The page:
Jerusalem: Guide to the Old City

The Old City is divided up into four sections, or ‘quarters’, of people groups. Jerusalem is a special place for these groups for different reasons and each group has left their mark on the city, which makes for a uniquely diverse environment. The four groups that have staked their claim on the Old City are the Muslims, Christians, Jews and Armenians. Their sections are not actually four exact quarters, but more like neighbourhoods within the Old City walls. Each one has a different flavour and is worth visiting.

Armenian Quarter: This is the smallest and most mysterious of the quarters in the Old City. The Armenians are Christians who have the claim to fame of residing in the old city the longest, since the fourth century AD. Armenia was the first nation to officially convert to Christianity, and Armenian monks made the journey to settle in Jerusalem for its significance as the place where Jesus was crucified. The Armenians were able to survive all the conquering and destruction of the city throughout the years by basically being a fortress – the Armenian Quarter is like a walled city within a walled city. Their strict rules of entry for anyone who is not Armenian and how they’ve kept to themselves is the secret to their longevity in this volatile city. Altogether there are approximately 600 Armenians living in the Old City.


Armenian Quarter walls
The walls of the Armenian quarter on the left, and the Old City walls on the right
look inside the armenian quarter
A look inside the Armenian quarter from above

Jewish Quarter: This quarter is where a lot of Orthodox Jewish people live. Walking through this section you will notice that the area seems more modern that the rest of the city – the Jewish section was completely destroyed under Muslim rule and it wasn’t until 1968, after the Six Day War, that the Jews re-entered this part of the city and were able to rebuild. There are approximately 5000 people living in this section. One of the most sacred places for the Jews at the moment is the Western Wall – the closest they can get to where they believed God’s presence resided on the earth (in the Holy of Holies of the temple). The Temple Mount lies at the east, right between the Jewish and Muslim quarters. You can read more about it in my upcoming post, visiting the Temple Mount & Western Wall.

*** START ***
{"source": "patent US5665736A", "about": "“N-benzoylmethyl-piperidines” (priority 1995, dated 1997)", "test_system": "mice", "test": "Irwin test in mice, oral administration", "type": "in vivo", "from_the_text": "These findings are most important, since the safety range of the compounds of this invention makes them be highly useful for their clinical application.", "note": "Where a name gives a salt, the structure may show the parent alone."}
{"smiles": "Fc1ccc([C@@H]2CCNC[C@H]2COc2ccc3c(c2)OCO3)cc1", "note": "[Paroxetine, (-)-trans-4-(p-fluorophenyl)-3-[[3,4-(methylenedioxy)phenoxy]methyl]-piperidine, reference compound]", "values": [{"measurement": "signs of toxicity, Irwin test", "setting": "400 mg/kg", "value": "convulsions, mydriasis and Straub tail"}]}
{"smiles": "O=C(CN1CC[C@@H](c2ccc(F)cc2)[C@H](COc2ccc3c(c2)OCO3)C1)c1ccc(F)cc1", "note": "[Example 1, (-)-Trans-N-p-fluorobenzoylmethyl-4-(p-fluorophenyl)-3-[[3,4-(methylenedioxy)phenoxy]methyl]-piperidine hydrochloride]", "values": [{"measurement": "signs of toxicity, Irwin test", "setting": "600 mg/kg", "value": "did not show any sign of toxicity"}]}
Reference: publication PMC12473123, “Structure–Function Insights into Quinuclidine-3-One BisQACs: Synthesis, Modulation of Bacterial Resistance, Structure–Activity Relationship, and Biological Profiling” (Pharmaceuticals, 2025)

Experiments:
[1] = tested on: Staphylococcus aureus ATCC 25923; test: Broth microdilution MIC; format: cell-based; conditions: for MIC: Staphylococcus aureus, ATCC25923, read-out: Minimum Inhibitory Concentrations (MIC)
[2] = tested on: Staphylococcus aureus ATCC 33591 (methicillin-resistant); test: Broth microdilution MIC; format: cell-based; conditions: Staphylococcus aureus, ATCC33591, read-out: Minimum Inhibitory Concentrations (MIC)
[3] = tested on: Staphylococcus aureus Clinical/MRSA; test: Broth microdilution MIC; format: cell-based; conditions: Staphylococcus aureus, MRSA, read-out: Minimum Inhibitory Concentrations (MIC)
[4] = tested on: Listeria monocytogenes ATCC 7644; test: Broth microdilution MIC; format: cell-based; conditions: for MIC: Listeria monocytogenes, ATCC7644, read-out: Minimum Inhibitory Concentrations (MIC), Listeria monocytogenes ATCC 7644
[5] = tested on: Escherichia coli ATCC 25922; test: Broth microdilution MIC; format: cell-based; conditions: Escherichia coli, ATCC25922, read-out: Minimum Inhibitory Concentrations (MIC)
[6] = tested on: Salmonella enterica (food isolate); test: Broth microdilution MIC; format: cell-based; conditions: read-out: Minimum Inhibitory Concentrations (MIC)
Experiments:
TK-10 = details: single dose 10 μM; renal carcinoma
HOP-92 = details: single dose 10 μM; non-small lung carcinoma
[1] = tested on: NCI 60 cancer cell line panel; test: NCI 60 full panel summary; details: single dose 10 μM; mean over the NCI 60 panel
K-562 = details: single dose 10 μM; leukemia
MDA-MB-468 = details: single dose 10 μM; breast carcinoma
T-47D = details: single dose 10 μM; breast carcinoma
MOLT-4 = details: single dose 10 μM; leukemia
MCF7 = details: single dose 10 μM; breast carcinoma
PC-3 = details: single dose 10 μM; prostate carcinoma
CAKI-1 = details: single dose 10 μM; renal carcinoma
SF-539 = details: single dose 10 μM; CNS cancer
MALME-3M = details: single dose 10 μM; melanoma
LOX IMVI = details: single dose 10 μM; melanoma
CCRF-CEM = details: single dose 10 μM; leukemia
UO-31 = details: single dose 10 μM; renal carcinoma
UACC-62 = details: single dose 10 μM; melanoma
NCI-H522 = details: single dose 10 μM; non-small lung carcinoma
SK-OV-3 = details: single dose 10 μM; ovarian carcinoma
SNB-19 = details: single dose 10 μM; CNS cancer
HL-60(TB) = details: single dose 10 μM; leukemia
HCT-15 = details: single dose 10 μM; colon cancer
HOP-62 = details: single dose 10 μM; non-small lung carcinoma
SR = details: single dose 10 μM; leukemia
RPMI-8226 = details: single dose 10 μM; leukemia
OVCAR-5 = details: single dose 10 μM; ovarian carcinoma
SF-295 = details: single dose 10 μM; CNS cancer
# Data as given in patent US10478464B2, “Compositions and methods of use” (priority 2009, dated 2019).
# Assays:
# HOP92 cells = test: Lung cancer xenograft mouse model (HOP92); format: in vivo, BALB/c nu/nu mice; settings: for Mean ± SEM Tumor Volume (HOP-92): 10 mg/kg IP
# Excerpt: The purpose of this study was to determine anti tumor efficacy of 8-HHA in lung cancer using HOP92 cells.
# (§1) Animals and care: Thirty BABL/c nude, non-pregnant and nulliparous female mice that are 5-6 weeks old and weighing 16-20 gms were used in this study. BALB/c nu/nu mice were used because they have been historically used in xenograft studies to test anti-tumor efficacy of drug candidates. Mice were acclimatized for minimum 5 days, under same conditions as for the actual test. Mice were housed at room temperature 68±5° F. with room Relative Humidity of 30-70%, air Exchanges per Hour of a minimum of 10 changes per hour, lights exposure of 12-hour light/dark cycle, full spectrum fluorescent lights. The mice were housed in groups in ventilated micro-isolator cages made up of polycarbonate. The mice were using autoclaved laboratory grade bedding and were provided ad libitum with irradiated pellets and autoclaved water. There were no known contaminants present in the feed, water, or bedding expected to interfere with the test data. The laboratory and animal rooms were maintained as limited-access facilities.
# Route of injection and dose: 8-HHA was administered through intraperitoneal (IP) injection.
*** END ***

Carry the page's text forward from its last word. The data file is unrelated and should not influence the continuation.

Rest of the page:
Jewish quarter

Jewish quarter street

pomegranate juice

Jewish quarter street sign

old city fruit stall

Fresh-squeezed pomegranate juice and juice stall in the Jewish Quarter


Muslim Quarter: The largest section of the Old City is the Muslim Quarter. The majority of the Old City markets are in this section – so its always hustle and bustle. There are approximately 30,000 Muslims residing in this section of the Old City, which accounts for the constant activity and people. The main entry to this quarter is the famous Damascus Gate, which once was the entry gate for the highway that lead north to the capital of Damascus (hence its name).

Damascus Gate
The Damascus Gate entrance into the Old City

Muslim dome

visit palestine poster

market stalls

Market alleyway

market stall sewing shop

Christian Quarter: The Christian Quarter is made up of mostly Greek Orthodox Christians and Catholics, although there are many other denominations represented within this quarter. Although these groups have different beliefs, the Christian Quarter resides together peacefully. The crux of the Christian Quarter is the Church of the Holy Sepulchre with the iconic grey-domed roof, which represents the places where Jesus Christ died on the cross, was prepared for burial and laid in the tomb. There are around 6000 Christians living in this quarter.

Arches in Christian Quarter

Terra Sancta
Terra Sancta translates to ‘Holy Land’


Church of the Holy Sepulchre
Entry into the Church of the Holy Sepulchre

Christian quarter street

Christian quarter courtyard

There is something different to see in each area of the Old City and its worthwhile experiencing all four sections. You might consider taking a walking tour, which gives great insight into the history of the city and will take you through each quarter. Check out the visitors centre at the Jaffa Gate for more information. I hope this post Jerusalem: Guide to the Old City has helped you understand a bit more about the Old City and how it is made up.

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2 Comments. Leave new

  • Do the Armenians have a distinctive dress or hair style like the Orthodox Jews? How much are you charged to go into some of the places and to do a walking tour?

    • They do, some of the Armenians wear long black robes. There’s no charge to visit the Old City but there are walking tours available, some are even free with just an expected tip amount 🙂

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